NON-INVASIVE DIAGNOSIS AND TREATMENT FOR AUTISM and EPILEPSY
Epilepsy is a brain disorder marked by recurring seizures, or convulsions. The autism-epilepsy overlap appears to be most common among people who also have intellectual disability. Studies suggest that 15 to 30 percent of individuals with autism also have epilepsy. And about 5 percent of those who develop epilepsy in early childhood also develop autism.
Experts propose that some of the developmental brain changes associated with autism also contribute to seizures. These differences in brain development appear to cause changes in the activity of brain nerve cells, or neurons. Neurons process and transmit information and send signals to the rest of the body. Certain disturbances in their activity can cause seizures. Experts propose that some of the brain abnormalities associated with autism may also contribute to seizures.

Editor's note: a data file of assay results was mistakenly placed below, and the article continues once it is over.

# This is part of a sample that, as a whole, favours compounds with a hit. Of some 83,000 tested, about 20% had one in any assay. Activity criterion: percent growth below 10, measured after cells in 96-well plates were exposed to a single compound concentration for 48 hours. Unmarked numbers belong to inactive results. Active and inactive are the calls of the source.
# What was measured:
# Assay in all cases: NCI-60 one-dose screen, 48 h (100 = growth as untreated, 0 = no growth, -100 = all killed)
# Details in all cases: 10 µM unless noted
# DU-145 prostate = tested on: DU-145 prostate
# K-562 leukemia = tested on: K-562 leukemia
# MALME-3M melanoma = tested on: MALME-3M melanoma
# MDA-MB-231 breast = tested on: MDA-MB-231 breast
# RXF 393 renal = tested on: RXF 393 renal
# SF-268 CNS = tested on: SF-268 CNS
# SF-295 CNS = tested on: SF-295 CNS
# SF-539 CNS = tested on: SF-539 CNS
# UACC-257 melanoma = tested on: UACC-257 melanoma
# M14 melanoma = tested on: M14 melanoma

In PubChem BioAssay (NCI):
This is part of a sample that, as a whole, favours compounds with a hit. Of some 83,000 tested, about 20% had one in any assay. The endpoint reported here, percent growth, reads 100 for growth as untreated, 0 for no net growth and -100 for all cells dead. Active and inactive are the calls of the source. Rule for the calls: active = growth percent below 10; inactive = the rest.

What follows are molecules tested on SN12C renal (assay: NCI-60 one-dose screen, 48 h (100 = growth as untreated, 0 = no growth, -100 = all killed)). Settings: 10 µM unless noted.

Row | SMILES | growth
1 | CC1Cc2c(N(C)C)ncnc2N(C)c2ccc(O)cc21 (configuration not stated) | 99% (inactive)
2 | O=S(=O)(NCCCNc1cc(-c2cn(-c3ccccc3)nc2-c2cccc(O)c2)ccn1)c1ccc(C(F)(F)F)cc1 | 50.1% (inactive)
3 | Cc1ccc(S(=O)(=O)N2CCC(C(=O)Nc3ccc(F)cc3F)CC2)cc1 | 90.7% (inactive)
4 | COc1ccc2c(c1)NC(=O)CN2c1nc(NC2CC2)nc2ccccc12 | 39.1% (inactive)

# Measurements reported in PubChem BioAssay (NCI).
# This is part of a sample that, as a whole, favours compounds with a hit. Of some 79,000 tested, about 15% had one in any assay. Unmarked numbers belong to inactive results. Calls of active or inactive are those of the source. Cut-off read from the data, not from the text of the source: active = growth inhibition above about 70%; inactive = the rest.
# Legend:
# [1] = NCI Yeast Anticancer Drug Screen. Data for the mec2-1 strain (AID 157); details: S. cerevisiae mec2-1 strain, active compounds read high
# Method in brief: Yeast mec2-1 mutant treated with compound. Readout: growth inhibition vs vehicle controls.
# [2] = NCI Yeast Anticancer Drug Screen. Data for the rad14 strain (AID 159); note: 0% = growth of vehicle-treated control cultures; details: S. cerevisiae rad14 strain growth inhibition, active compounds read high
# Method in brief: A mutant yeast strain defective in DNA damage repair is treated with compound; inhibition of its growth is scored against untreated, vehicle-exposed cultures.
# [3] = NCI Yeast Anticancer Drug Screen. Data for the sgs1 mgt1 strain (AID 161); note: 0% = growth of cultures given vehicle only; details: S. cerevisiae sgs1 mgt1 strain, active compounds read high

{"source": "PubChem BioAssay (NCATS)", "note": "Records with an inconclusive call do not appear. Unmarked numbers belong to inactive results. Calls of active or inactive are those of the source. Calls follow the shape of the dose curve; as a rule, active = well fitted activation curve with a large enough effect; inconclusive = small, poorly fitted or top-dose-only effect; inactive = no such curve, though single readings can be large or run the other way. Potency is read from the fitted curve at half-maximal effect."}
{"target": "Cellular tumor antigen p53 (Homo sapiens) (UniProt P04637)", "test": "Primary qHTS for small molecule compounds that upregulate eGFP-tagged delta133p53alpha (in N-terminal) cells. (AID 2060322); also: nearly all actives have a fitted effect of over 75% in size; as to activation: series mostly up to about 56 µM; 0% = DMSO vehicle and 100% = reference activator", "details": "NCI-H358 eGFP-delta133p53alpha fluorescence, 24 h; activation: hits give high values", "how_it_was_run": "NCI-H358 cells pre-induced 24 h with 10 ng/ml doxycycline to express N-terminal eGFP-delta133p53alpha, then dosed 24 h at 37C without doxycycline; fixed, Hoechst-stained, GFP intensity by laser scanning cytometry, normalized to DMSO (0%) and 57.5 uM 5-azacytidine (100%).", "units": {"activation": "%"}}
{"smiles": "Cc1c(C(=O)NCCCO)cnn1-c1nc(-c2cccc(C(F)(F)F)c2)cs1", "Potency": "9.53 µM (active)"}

Recognizing epilepsy in someone with autism - Seizures can begin at any age, though research has identified two peaks in onset among children with autism-in the preschool years and again in adolescence.
Characteristic symptoms include:
Other less-specific symptoms can include:
Also called autism spectrum disorder. A serious developmental disorder that impairs the ability to communicate and interact. Autism spectrum disorder impacts the nervous system and affects the overall cognitive, emotional, social and physical health of the affected individual.
The range and severity of symptoms can vary widely. Common symptoms include difficulty with communication, difficulty with social interactions, obsessive interests and repetitive behaviors.
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